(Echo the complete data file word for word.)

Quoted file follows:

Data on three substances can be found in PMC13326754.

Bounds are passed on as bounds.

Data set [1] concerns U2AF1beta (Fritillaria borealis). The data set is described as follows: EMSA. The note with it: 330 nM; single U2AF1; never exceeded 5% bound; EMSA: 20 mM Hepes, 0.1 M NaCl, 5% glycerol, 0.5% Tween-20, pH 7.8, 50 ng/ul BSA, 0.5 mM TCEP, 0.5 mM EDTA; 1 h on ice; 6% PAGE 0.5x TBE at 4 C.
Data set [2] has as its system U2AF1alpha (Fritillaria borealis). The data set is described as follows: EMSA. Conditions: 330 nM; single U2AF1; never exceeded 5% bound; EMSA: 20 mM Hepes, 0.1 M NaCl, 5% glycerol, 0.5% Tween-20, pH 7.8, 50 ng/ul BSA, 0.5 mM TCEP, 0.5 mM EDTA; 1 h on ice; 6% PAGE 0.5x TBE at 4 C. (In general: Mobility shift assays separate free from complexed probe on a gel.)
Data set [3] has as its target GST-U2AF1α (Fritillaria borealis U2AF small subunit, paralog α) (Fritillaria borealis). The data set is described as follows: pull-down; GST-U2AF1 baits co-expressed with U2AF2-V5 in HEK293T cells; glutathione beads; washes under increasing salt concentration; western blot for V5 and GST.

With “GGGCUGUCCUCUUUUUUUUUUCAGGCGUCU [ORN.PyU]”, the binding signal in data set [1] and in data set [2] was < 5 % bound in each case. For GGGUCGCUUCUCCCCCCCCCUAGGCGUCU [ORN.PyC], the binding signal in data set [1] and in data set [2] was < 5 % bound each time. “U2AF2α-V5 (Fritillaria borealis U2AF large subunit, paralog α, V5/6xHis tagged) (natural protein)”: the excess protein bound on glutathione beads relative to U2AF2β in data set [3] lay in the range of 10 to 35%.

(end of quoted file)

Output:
Data on three substances can be found in PMC13326754.

Bounds are passed on as bounds.

Data set [1] concerns U2AF1beta (Fritillaria borealis). The data set is described as follows: EMSA. The note with it: 330 nM; single U2AF1; never exceeded 5% bound; EMSA: 20 mM Hepes, 0.1 M NaCl, 5% glycerol, 0.5% Tween-20, pH 7.8, 50 ng/ul BSA, 0.5 mM TCEP, 0.5 mM EDTA; 1 h on ice; 6% PAGE 0.5x TBE at 4 C.
Data set [2] has as its system U2AF1alpha (Fritillaria borealis). The data set is described as follows: EMSA. Conditions: 330 nM; single U2AF1; never exceeded 5% bound; EMSA: 20 mM Hepes, 0.1 M NaCl, 5% glycerol, 0.5% Tween-20, pH 7.8, 50 ng/ul BSA, 0.5 mM TCEP, 0.5 mM EDTA; 1 h on ice; 6% PAGE 0.5x TBE at 4 C. (In general: Mobility shift assays separate free from complexed probe on a gel.)
Data set [3] has as its target GST-U2AF1α (Fritillaria borealis U2AF small subunit, paralog α) (Fritillaria borealis). The data set is described as follows: pull-down; GST-U2AF1 baits co-expressed with U2AF2-V5 in HEK293T cells; glutathione beads; washes under increasing salt concentration; western blot for V5 and GST.

With “GGGCUGUCCUCUUUUUUUUUUCAGGCGUCU [ORN.PyU]”, the binding signal in data set [1] and in data set [2] was < 5 % bound in each case. For GGGUCGCUUCUCCCCCCCCCUAGGCGUCU [ORN.PyC], the binding signal in data set [1] and in data set [2] was < 5 % bound each time. “U2AF2α-V5 (Fritillaria borealis U2AF large subunit, paralog α, V5/6xHis tagged) (natural protein)”: the excess protein bound on glutathione beads relative to U2AF2β in data set [3] lay in the range of 10 to 35%.